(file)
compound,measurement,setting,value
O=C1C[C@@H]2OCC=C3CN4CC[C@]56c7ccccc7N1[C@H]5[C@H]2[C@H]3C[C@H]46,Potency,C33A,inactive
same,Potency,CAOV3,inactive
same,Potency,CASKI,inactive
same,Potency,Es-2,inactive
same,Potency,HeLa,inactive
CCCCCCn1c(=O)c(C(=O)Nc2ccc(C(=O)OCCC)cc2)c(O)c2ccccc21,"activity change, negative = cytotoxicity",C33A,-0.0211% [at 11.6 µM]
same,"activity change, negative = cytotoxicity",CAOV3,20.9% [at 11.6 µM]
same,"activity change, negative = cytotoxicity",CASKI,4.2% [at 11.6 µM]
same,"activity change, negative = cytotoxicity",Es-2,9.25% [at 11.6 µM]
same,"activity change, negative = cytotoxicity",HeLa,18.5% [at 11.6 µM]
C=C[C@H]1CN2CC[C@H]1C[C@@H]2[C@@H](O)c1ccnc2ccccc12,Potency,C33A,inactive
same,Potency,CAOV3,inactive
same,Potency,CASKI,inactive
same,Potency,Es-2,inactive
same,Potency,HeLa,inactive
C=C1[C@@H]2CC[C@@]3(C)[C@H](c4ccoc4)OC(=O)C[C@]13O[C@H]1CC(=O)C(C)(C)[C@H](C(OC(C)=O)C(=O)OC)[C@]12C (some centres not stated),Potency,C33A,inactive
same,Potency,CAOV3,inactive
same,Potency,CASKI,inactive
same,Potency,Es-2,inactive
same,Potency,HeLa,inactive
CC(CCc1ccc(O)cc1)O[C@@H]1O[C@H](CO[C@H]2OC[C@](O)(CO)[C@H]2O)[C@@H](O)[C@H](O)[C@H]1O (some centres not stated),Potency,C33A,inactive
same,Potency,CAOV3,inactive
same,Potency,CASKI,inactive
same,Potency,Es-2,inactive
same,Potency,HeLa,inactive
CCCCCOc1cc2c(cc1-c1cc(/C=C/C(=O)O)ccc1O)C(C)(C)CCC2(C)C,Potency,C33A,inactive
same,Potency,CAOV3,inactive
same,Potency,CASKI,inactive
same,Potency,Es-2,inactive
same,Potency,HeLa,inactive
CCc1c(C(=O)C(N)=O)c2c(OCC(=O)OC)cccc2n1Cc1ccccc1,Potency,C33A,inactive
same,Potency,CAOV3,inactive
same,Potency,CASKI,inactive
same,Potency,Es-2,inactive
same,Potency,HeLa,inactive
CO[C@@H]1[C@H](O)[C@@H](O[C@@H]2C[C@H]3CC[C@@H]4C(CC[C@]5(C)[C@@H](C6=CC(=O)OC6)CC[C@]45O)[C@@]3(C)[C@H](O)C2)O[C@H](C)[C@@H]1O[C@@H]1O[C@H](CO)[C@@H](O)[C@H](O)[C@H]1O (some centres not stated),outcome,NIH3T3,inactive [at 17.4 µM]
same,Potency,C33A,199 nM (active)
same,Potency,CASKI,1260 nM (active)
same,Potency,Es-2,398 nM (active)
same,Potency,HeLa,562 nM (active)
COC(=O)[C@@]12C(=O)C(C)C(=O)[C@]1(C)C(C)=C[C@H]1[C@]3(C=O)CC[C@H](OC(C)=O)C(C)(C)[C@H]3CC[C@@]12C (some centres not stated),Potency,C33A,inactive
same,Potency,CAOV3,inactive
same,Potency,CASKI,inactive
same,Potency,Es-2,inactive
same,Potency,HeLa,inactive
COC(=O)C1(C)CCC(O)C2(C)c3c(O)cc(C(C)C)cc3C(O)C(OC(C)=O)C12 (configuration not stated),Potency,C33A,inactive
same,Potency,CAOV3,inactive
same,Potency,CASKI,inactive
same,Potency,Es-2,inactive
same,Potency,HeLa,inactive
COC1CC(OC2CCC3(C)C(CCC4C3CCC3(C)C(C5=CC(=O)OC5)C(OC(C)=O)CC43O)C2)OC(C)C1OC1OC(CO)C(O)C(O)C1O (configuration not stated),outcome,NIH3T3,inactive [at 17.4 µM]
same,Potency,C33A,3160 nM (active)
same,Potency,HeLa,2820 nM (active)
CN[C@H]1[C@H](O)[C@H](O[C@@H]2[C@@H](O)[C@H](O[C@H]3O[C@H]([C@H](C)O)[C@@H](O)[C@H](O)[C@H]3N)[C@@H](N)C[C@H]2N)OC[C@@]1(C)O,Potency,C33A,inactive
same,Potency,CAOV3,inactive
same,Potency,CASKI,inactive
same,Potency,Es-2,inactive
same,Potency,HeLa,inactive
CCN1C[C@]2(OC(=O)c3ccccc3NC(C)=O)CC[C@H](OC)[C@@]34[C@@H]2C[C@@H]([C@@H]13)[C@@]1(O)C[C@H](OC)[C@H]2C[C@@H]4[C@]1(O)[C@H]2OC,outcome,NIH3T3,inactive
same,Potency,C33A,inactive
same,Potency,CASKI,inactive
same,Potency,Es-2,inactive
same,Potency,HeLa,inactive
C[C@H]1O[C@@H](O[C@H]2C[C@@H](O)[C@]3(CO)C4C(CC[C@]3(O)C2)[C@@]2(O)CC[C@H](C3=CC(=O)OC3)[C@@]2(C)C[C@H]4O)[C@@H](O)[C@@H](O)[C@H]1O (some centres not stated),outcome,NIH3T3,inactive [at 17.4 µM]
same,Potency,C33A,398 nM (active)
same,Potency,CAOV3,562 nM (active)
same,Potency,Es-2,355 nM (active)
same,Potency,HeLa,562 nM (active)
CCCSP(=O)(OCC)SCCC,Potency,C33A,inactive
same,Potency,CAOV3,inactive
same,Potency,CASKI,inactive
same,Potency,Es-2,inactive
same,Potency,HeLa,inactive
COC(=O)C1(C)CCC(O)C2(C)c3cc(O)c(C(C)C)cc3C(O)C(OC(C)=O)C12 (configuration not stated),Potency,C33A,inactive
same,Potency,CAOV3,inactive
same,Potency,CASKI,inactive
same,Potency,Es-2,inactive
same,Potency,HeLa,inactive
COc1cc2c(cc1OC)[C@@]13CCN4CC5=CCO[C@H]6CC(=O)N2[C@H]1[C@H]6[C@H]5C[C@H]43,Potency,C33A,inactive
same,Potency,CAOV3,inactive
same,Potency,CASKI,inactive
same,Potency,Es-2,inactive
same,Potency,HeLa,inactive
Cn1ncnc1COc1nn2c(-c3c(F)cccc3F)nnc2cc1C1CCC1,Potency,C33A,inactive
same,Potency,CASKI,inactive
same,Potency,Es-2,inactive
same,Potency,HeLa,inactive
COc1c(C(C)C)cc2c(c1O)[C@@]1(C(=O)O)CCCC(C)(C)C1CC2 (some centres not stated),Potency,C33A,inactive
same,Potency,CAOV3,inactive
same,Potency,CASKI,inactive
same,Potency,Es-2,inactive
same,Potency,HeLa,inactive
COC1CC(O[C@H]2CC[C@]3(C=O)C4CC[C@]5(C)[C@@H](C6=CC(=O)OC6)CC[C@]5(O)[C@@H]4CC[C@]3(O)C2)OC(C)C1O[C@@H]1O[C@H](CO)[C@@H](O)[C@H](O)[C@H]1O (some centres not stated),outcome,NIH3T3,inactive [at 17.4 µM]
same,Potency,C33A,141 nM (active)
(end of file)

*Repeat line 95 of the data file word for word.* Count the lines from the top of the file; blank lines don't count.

same,Potency,C33A,141 nM (active)